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What happens with your seasonal allergies

It’s spring. The weather is lovely and so you get up and go out for a morning run along the railway trail.

Later in the day your eyes are itching and you begin to feel congested. Days later you’re still suffering and your nasal passages feel sore and inflamed.

This scenario is common for many here. It’s an allergic reaction; it can trigger asthma or simply exist as an irritation for seasonal allergy or hay fever sufferers.

Allergies of the airways, or respiratory system are the most common type.

This may be due to the large number of immune cells located along the lining of the airways and to the many potential allergens inhaled every day.

Pollen from blooming plants is a big culprit in seasonal allergies.

Small pollen particles sweep into the air (and even more so when it is windy) and are breathed in and come to rest on the lining of the airway, maybe the nose or nasal sinuses.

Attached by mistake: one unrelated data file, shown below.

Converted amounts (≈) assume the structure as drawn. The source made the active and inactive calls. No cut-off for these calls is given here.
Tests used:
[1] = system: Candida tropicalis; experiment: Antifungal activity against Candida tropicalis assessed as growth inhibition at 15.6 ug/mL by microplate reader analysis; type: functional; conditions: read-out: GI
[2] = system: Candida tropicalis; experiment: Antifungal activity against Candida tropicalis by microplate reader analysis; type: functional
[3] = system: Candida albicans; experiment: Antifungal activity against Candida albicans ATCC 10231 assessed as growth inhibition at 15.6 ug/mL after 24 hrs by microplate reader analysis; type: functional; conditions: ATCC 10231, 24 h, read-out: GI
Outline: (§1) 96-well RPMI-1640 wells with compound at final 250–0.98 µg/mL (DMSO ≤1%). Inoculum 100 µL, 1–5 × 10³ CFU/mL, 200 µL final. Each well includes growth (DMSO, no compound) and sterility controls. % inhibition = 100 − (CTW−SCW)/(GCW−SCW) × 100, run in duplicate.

In the case of people with seasonal allergies, hay fever and asthma, their airways are sensitive and cells there interpret the pollen lodgers as unwanted intruders.

These cells decide to launch an attack on the intruders and release chemicals including histamine that produce inflammation or activate other mechanisms for example, smooth muscle contraction in the lungs.

Medications that interrupt this process are used as treatment.

Antihistamines actually work by countering the histamine produced in the body in an attempt to stop the inflammatory response.

Nettle (our own stinging nettle included) is a natural antihistamine. According to naturopath Kuni Frith Black, drinking the tea, or the herb in capsule form, can benefit seasonal allergy sufferers.

This is not a solution however, for those who are allergic to nettle.

Asthma educator Liz Boden strongly recommends allergy sufferers take medications to avoid reactions.

This Easter she’s also warned that they should stay clear of Easter lilies no matter how tempting it might be to smell them.

She said allergy sufferers who sit close to such flower arrangements in church are likely to have two responses.

“They’ll have one in church and one six to eight hours later when the airways really start swelling up. And this can last for days,” she said.

“Once the airway lining becomes inflamed and swelling starts, it takes a long time to return to normal.”

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Published April 03, 2012 at 9:04 am (Updated April 03, 2012 at 9:04 am)

What happens with your seasonal allergies

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